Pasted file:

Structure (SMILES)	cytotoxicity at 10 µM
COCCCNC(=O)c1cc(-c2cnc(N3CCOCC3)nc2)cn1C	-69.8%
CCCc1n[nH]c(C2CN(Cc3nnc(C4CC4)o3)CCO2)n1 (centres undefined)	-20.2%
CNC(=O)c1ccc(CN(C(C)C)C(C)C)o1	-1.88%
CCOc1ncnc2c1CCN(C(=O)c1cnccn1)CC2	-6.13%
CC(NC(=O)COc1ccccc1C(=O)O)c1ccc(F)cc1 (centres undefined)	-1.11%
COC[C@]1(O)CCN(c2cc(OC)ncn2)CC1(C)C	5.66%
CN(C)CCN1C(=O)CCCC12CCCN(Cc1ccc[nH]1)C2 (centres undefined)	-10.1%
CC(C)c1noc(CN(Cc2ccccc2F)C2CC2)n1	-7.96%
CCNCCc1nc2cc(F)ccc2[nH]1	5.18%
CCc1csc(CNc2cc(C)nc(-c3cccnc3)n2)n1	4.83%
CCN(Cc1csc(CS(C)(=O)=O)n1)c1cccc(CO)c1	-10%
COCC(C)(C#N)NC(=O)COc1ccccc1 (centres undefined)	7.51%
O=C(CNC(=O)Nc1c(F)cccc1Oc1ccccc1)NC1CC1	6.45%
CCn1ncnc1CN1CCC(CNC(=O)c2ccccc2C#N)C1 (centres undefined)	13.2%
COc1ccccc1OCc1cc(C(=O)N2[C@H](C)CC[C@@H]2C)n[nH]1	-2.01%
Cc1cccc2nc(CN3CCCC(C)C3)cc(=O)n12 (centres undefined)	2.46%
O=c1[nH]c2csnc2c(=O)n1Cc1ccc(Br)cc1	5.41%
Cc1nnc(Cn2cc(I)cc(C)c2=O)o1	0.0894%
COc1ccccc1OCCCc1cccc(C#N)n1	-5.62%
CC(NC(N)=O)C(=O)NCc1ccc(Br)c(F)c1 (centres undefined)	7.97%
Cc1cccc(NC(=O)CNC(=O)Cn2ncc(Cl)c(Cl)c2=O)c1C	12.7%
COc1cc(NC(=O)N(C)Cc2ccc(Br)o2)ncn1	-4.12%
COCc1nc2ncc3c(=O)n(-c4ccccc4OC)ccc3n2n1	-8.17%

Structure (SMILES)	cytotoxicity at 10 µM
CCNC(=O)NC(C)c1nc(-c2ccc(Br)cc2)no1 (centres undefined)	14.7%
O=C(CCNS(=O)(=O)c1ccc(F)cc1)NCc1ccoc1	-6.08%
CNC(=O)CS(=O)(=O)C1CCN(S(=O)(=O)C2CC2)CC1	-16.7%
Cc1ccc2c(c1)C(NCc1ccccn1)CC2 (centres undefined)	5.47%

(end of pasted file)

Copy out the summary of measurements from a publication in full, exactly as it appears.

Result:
Structure (SMILES)	cytotoxicity at 10 µM
COCCCNC(=O)c1cc(-c2cnc(N3CCOCC3)nc2)cn1C	-69.8%
CCCc1n[nH]c(C2CN(Cc3nnc(C4CC4)o3)CCO2)n1 (centres undefined)	-20.2%
CNC(=O)c1ccc(CN(C(C)C)C(C)C)o1	-1.88%
CCOc1ncnc2c1CCN(C(=O)c1cnccn1)CC2	-6.13%
CC(NC(=O)COc1ccccc1C(=O)O)c1ccc(F)cc1 (centres undefined)	-1.11%
COC[C@]1(O)CCN(c2cc(OC)ncn2)CC1(C)C	5.66%
CN(C)CCN1C(=O)CCCC12CCCN(Cc1ccc[nH]1)C2 (centres undefined)	-10.1%
CC(C)c1noc(CN(Cc2ccccc2F)C2CC2)n1	-7.96%
CCNCCc1nc2cc(F)ccc2[nH]1	5.18%
CCc1csc(CNc2cc(C)nc(-c3cccnc3)n2)n1	4.83%
CCN(Cc1csc(CS(C)(=O)=O)n1)c1cccc(CO)c1	-10%
COCC(C)(C#N)NC(=O)COc1ccccc1 (centres undefined)	7.51%
O=C(CNC(=O)Nc1c(F)cccc1Oc1ccccc1)NC1CC1	6.45%
CCn1ncnc1CN1CCC(CNC(=O)c2ccccc2C#N)C1 (centres undefined)	13.2%
COc1ccccc1OCc1cc(C(=O)N2[C@H](C)CC[C@@H]2C)n[nH]1	-2.01%
Cc1cccc2nc(CN3CCCC(C)C3)cc(=O)n12 (centres undefined)	2.46%
O=c1[nH]c2csnc2c(=O)n1Cc1ccc(Br)cc1	5.41%
Cc1nnc(Cn2cc(I)cc(C)c2=O)o1	0.0894%
COc1ccccc1OCCCc1cccc(C#N)n1	-5.62%
CC(NC(N)=O)C(=O)NCc1ccc(Br)c(F)c1 (centres undefined)	7.97%
Cc1cccc(NC(=O)CNC(=O)Cn2ncc(Cl)c(Cl)c2=O)c1C	12.7%
COc1cc(NC(=O)N(C)Cc2ccc(Br)o2)ncn1	-4.12%
COCc1nc2ncc3c(=O)n(-c4ccccc4OC)ccc3n2n1	-8.17%

Structure (SMILES)	cytotoxicity at 10 µM
CCNC(=O)NC(C)c1nc(-c2ccc(Br)cc2)no1 (centres undefined)	14.7%
O=C(CCNS(=O)(=O)c1ccc(F)cc1)NCc1ccoc1	-6.08%
CNC(=O)CS(=O)(=O)C1CCN(S(=O)(=O)C2CC2)CC1	-16.7%
Cc1ccc2c(c1)C(NCc1ccccn1)CC2 (centres undefined)	5.47%